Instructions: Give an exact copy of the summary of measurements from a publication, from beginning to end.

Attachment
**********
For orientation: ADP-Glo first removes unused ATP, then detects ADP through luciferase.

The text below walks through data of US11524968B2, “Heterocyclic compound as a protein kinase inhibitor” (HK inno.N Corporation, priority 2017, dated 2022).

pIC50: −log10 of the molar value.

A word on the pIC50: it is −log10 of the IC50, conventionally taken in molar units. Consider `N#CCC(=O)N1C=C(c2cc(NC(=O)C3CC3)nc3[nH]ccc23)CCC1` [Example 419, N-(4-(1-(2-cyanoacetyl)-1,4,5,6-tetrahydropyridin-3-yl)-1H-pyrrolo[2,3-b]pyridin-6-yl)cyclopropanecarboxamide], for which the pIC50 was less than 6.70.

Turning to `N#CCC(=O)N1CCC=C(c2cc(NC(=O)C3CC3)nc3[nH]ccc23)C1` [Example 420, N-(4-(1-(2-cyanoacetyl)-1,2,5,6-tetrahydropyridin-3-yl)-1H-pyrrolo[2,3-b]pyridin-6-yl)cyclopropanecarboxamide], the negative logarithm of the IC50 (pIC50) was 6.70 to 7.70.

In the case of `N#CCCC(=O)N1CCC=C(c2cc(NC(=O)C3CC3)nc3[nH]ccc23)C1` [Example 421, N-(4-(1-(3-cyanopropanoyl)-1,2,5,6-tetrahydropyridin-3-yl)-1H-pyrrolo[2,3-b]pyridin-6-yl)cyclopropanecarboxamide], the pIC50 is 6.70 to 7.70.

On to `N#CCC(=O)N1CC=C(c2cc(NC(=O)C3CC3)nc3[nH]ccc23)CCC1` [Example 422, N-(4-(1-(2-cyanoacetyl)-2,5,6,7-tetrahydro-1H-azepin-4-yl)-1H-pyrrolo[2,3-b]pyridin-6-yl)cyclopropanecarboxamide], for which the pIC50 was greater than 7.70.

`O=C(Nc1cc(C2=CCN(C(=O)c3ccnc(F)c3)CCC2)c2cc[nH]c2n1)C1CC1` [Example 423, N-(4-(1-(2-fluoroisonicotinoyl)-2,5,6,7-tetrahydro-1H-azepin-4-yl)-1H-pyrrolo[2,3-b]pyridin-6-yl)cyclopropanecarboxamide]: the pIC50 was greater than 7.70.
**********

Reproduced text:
For orientation: ADP-Glo first removes unused ATP, then detects ADP through luciferase.

The text below walks through data of US11524968B2, “Heterocyclic compound as a protein kinase inhibitor” (HK inno.N Corporation, priority 2017, dated 2022).

pIC50: −log10 of the molar value.

A word on the pIC50: it is −log10 of the IC50, conventionally taken in molar units. Consider `N#CCC(=O)N1C=C(c2cc(NC(=O)C3CC3)nc3[nH]ccc23)CCC1` [Example 419, N-(4-(1-(2-cyanoacetyl)-1,4,5,6-tetrahydropyridin-3-yl)-1H-pyrrolo[2,3-b]pyridin-6-yl)cyclopropanecarboxamide], for which the pIC50 was less than 6.70.

Turning to `N#CCC(=O)N1CCC=C(c2cc(NC(=O)C3CC3)nc3[nH]ccc23)C1` [Example 420, N-(4-(1-(2-cyanoacetyl)-1,2,5,6-tetrahydropyridin-3-yl)-1H-pyrrolo[2,3-b]pyridin-6-yl)cyclopropanecarboxamide], the negative logarithm of the IC50 (pIC50) was 6.70 to 7.70.

In the case of `N#CCCC(=O)N1CCC=C(c2cc(NC(=O)C3CC3)nc3[nH]ccc23)C1` [Example 421, N-(4-(1-(3-cyanopropanoyl)-1,2,5,6-tetrahydropyridin-3-yl)-1H-pyrrolo[2,3-b]pyridin-6-yl)cyclopropanecarboxamide], the pIC50 is 6.70 to 7.70.

On to `N#CCC(=O)N1CC=C(c2cc(NC(=O)C3CC3)nc3[nH]ccc23)CCC1` [Example 422, N-(4-(1-(2-cyanoacetyl)-2,5,6,7-tetrahydro-1H-azepin-4-yl)-1H-pyrrolo[2,3-b]pyridin-6-yl)cyclopropanecarboxamide], for which the pIC50 was greater than 7.70.

`O=C(Nc1cc(C2=CCN(C(=O)c3ccnc(F)c3)CCC2)c2cc[nH]c2n1)C1CC1` [Example 423, N-(4-(1-(2-fluoroisonicotinoyl)-2,5,6,7-tetrahydro-1H-azepin-4-yl)-1H-pyrrolo[2,3-b]pyridin-6-yl)cyclopropanecarboxamide]: the pIC50 was greater than 7.70.